After hiking to Månafossen Waterfall on Good Friday, we made our way to Egersund to go on the Trollpikken Hike - the so-called “troll’s penis” that had been destroyed by vandals in 2017 and that is also (for no sane reason - I mean, it’s nature, come on!) banned from Google Maps. Read on to find all the information you need in order to do the Trollpikken hike yoursel
It's 8.30am on a Saturday morning at the harbour of Tromso in Northern Norway. The town is still asleep and there's no one around except for a few tourists on a boat named "Aurora Explorer" who capture mountain Tromstalstind at sunrise. It is a gorgeous sight indeed - a snowcapped mountain illuminated by pink sunrays.
If you’re planning to visit Stavanger in Western Norway this summer and plan to go on a hike other than Pulpit Rock, this post is for you! I’ve had the chance to hike to Månafossen Waterfall during the Easter holidays and am still absolutely in awe of this place! Read on for the complete guide with everything you need to know to embark on the hike to Månafossen Waterfall yourself.
Are you dreaming of the vast forests of Finland? Would you like to spend a day hiking in a bog? Or maybe you’d like to spend multiple days off the grid, camping in the Finnish wilderness and experiencing the country at its best? I’ve recently had the chance to visit my first ever national park in the country and get a taste of what it’s really like to go hiking in Finland. Read on for all you need to know to make the most of Finland’s National Parks yourself!
Have you ever visited somewhere at the “wrong” time of year but had an absolute blast anyway? When I asked locals about the best time to visit Southern Finland off-season, March was described as grey and dull to me. Of course, I had secretly hoped to still find snow around, and even though the odds for that were slim at best, late March was the only time slot I had available for my trip, so I went anyway. What can I say? Did I encounter snow on my visit? Yes. Was it as much as I’d hoped? No. Did I have a lovely time exploring Finland anyway? Abso-freakin-lutely!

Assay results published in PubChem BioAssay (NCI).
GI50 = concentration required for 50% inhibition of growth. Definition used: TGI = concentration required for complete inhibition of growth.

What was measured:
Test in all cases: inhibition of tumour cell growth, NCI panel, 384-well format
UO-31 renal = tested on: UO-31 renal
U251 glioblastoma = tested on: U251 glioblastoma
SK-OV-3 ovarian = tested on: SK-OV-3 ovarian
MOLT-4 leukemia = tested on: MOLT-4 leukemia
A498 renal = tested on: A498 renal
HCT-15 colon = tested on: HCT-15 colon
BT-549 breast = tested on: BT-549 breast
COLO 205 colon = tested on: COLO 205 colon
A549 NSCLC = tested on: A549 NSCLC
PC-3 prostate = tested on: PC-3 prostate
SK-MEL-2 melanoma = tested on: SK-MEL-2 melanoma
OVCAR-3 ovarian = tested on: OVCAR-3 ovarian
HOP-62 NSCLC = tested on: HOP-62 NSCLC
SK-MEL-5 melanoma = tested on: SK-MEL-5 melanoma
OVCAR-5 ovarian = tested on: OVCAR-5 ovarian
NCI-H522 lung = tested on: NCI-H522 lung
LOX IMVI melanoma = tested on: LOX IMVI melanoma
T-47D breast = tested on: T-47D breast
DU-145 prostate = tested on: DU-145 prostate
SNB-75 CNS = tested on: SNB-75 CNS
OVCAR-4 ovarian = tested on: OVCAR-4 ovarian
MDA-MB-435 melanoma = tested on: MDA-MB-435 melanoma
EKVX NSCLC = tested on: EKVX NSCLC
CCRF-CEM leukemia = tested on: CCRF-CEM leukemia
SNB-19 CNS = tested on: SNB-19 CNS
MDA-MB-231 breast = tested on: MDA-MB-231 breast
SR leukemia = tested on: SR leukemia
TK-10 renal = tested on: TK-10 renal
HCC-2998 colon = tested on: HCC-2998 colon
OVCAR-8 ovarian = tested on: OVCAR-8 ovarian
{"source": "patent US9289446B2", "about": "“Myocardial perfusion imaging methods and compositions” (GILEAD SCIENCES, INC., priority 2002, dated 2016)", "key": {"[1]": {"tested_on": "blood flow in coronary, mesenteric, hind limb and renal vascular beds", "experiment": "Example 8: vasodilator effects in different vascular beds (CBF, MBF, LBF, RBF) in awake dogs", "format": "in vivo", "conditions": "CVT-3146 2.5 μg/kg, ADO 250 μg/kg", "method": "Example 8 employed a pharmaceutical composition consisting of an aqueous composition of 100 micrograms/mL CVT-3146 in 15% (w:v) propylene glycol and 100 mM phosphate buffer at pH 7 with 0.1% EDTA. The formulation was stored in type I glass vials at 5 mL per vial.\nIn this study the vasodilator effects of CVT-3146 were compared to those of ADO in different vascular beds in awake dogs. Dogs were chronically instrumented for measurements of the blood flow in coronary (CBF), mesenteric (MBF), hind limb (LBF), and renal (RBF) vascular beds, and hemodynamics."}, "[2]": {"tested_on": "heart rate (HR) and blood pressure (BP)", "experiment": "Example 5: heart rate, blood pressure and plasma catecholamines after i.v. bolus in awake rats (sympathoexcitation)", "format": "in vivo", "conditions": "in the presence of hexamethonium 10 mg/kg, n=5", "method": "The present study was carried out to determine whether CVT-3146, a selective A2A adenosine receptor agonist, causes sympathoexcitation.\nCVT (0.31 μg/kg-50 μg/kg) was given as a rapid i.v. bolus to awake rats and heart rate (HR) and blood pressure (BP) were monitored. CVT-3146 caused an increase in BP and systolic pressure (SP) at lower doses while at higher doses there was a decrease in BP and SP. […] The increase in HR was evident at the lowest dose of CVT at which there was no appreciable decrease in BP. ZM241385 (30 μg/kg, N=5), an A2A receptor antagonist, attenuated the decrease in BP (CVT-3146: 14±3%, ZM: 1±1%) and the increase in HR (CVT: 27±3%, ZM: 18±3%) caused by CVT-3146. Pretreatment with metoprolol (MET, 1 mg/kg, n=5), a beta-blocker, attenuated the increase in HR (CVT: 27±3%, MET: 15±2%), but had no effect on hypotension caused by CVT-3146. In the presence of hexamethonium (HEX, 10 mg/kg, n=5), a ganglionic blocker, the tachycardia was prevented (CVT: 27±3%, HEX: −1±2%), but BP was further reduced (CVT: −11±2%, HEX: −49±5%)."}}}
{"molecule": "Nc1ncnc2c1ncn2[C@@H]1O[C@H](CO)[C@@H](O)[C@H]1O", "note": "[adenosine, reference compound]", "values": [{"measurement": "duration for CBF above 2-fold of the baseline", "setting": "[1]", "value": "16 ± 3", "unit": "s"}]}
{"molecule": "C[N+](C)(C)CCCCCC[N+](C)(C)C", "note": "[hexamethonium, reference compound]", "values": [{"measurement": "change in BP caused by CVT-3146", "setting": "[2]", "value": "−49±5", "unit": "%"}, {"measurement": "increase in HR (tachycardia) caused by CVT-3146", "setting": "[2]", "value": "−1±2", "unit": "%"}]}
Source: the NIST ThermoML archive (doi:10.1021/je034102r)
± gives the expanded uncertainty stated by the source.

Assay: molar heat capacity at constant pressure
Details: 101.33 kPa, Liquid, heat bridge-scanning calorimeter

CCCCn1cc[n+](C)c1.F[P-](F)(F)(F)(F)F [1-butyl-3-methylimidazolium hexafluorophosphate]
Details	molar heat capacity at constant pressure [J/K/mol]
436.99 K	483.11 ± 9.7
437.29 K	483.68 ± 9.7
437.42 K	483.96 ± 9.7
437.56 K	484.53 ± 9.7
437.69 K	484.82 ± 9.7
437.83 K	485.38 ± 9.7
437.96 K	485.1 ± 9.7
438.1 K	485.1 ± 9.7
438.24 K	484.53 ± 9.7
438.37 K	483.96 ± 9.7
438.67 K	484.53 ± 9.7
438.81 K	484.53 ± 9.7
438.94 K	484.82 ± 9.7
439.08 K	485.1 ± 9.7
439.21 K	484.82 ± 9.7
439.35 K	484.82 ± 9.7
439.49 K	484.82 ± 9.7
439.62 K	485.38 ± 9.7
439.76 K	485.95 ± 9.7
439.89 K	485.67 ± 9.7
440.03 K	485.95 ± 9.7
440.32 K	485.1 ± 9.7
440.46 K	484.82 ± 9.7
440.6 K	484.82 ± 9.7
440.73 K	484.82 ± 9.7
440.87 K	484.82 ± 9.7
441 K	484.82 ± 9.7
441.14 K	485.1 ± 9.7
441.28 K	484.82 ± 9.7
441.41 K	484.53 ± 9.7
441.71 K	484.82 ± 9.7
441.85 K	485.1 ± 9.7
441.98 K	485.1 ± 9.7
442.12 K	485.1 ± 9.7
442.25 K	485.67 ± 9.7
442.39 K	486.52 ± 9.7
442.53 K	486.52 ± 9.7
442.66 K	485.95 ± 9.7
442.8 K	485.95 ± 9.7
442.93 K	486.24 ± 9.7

The small town of Vennesla in Southern Norway is not exactly very well known, yet it has one super unique hike to offer that justifies a detour to the Kristiansand area or your spending a day longer in Kristiansand than you had planned: the old log flume Tømmerrenna! I’ve honestly never encountered a more exciting and stunning hike during all (so far it’s 5) years in Norway and I’ll definitely be back in Vennesla in summertime to do the hike all over again one day. Read on why the Tømmerrenna trail is a must when visiting Southern Norway!